This is a quote from a project director at Obsidian Entertainment. And this is the ratio before applicants are filtered out based on job qualifications.
(Props to Trev for pointing this tweet out to me)
Maybe thatís a reason why we donít see more females working in the industry, perhaps a large portion of women out there just donít have the desire to work in this industry and are pursuing other avenues that entice them more.
Now Iím not trying to deny that thereís a sexism hurdle thatís hampering womenís chances of getting into the video game industry or anything like that, please donít think otherwise. I just think we need to take a look at all of the factors that go into why more women arenít involved, not just discuss selective issues that make things look worse than they may or may not be. The irony of #1ReasonWhy is that there really is no one real reason why there arenít more women in video games.†
I also think the issues of lacking numbers in good female protagonists and the small percentage of women working in game design are linked. Itís really kind of a common sense thing the more I think about it. A good deal of people who currently work in the industry do so because they were fans of video games when they were younger. More decent female characters means more women playing video games, more women playing video games means more women get interested in the process of making video games, and Iím assuming you can bridge the rest out from there.
The final thing I want to comment about is the whole issue of people saying sexist & offensive things in comments for articles or things such as Hey Ash Whatcha Playin?
To be perfectly honest this felt like a weak attempt to cherry pick things in order to gain some sympathy. Anybody who has any sort of presence on the internet at all has had bad things said about them at some point, and is aware that youíll never be able to make everybody happy. This is an issue that really has nothing to do with sexism but rather is a ďpeople are dickheads on the internet in generalĒ issue.
Itís really just ďInternet 101Ē; when someone gets to stand on the anonymous soapbox of the internet they lose any sense of accountability for their words and thus all of their personal or moral filters go out the window. Some of you might be thinking ďbut that means theyíre speaking straight from their mind/heart, doesnít that mean deep down theyíre actually a racist/sexist/horrible person?Ē No and I donít buy that a bit. Those mental filters a person has are a huge part of that personís personality and who they are, thus why nobody has the exact same moral filters. Someone talking on the internet is similar to talking to a drunk person, itís usually loaded with a bunch of stupid crap that a person would never actually say and you shouldnít take what they say to heart (unless itís positive, because optimism is good).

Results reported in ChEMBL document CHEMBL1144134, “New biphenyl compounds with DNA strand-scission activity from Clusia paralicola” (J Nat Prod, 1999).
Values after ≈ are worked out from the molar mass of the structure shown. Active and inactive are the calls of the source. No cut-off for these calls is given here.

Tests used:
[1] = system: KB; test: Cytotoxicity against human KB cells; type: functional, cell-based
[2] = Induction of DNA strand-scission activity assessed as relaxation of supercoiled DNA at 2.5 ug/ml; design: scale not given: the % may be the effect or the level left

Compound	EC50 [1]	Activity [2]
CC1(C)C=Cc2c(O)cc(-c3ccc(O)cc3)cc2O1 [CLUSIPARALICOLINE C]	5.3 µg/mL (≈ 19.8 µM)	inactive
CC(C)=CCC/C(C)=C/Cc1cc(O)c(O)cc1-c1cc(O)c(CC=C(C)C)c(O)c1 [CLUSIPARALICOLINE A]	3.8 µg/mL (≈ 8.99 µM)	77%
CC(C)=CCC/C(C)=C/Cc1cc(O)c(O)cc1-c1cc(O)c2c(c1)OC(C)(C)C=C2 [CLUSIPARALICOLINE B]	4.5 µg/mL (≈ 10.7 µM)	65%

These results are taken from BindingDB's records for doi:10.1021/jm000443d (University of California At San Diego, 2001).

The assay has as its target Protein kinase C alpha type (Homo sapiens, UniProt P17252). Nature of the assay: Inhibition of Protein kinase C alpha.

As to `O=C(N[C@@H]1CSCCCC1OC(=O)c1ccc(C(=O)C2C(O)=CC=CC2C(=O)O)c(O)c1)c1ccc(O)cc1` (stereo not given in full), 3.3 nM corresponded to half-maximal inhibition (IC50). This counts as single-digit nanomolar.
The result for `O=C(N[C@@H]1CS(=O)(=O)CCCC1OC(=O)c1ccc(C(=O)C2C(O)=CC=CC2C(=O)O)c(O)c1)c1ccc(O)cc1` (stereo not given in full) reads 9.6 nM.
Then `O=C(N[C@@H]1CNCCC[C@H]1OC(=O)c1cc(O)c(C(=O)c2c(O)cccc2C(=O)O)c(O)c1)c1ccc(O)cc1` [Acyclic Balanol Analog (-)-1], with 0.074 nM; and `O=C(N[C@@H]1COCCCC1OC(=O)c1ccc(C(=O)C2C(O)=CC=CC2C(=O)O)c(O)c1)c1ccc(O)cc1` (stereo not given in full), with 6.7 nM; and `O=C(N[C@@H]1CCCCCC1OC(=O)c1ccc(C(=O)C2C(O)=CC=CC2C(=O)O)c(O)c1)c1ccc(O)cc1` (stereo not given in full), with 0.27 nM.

A person saying mean things on the internet is something that these people are just going to have to suck up and deal with. Itís something every public persona has to deal with at some point in time. Thereís effectively no way to fully police internet jerkiness without tearing down the barrier of anonymity that the internet provides, which would also take away a lot of what makes the internet a unique and amazing place. If you ask me the best way to create more female-friendly characters and get more women into playing video games is by getting more women into the industry. This isn't some Jackie Robinson type barrier where women aren't allowed into a boys only club, women already work in the industry and the door has been opened, more women just need walk through the door. This is completely my opinion but external pressure on the industry isn't going to change anything at all and change has to happen from within, both from women and men alike.